OTTAWA—The far-right People’s Party of Canada could have more national support than the federal Green party, according to an analysis of polling data for the ongoing election campaign.
The analysis, which is dubbed The Signal and conducted for the Star by Vox Pop Labs, shows the People’s Party with 4.5 per cent support nationally, compared with 3.4 per cent for the Greens.
Based on that, the Signal forecasts for the first time that the People’s Party could win one seat in the House of Commons: the Quebec riding of Beauce, where People’s Party Leader Maxime Bernier is running in a “toss up” race with the local Conservative incumbent.
But while the poll analyzer has picked up a slight bump in PPC support, it is important to note the People’s Party and Greens are within each other’s margin of error — meaning they’re currently in a “statistical tie,” said Clifton van der Linden, chief executive officer of Vox Pop Labs and a political science professor at McMaster University.
Van der Linden said the projection for the riding of Beauce is based on PPC support in the region of Quebec and Bernier’s election result in the riding in 2019, and that the national uptick in PPC support could be linked to people with anti-vaccine sentiments finding common cause with Bernier’s party, which has campaigned against COVID-19 health restrictions and defended individual’s who choose not to get their shots.
The election has also included angry crowds spouting misinformation and opposition to COVID-19 vaccines at a series of Liberal Leader Justin Trudeau’s campaign events.
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“I think there’s a rally around the PPC by a segment of the anti-vax movement,” van der Linden said. “It might be consolidation or a coalescence of anti-vaxxers around Bernier, being the only political party leader who is antagonistic towards COVID-19 vaccinations.”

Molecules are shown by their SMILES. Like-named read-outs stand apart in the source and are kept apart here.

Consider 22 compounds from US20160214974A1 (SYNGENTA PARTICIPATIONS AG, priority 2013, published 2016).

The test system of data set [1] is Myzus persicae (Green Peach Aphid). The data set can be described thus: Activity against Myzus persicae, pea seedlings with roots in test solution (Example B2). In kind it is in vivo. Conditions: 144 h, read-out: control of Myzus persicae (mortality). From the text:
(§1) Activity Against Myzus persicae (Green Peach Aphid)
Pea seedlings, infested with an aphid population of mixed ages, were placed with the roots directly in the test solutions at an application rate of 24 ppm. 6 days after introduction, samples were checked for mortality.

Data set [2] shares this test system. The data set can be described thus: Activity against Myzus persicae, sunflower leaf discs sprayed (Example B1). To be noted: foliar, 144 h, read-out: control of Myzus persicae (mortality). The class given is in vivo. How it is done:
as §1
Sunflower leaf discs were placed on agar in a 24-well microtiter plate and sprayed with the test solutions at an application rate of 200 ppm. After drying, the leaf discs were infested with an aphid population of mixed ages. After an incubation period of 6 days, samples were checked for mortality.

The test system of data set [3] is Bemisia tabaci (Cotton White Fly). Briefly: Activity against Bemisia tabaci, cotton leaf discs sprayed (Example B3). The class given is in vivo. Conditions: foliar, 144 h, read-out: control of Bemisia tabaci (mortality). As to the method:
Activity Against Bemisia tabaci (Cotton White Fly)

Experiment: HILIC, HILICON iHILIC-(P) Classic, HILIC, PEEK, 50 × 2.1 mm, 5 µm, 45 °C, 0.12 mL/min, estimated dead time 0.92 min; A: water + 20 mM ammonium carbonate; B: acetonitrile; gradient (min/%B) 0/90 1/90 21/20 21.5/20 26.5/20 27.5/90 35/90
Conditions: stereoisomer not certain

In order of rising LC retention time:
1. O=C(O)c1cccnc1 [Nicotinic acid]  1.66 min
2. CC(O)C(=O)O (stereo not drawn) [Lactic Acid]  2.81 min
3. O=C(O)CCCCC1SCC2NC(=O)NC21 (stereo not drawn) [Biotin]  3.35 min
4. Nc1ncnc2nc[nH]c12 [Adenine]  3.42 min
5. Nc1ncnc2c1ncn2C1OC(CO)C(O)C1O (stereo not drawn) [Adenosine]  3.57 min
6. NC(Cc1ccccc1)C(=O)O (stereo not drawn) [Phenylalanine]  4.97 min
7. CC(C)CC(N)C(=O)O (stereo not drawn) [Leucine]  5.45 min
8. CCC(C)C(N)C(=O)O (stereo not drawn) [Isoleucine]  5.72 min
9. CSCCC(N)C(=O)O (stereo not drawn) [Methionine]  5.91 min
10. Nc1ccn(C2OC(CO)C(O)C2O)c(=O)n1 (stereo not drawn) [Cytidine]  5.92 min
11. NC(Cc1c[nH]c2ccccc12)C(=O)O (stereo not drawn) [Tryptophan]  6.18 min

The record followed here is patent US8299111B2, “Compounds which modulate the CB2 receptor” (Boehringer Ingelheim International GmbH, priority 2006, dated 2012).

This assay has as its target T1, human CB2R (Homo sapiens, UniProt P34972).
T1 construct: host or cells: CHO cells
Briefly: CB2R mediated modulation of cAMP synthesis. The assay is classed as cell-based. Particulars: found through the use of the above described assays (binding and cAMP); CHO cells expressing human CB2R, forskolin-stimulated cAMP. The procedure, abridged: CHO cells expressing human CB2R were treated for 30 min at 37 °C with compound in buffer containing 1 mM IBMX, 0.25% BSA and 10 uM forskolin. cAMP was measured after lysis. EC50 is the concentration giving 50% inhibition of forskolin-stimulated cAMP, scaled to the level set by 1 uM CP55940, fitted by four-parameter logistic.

The Greens, meanwhile, “have had a decline in vote share since the election campaign was called,” he added.
After months of turmoil and division over Annamie Paul’s leadership of the party, the Greens recently announced the party was unable to field candidates in 86 of Canada’s 338 federal ridings.
Overall, The Signal continues to forecast a lead for Erin O’Toole and the Conservatives, with 35.1 per cent support, followed by the Liberals at 29.9 per cent as of Friday. Jagmeet Singh’s New Democrats are in third with 19.7 per cent.
The current numbers don’t yet reflect any potential effects of Thursday night’s French-language leaders’ debate, van der Linden said. He noted that, ahead of that contest, The Signal had shown the Conservatives making “slow but steady gains” in Quebec.
The Signal looks at all publicly-available polls and runs them through an analysis that accounts for the “house bias” of each pollster, which might frequently over- or under-represent certain parties. It also considers how pollsters’ results compare with the actual results of previous federal elections.
Alex Ballingall is an Ottawa-based reporter covering federal politics for the Star. Follow him on Twitter: @aballinga
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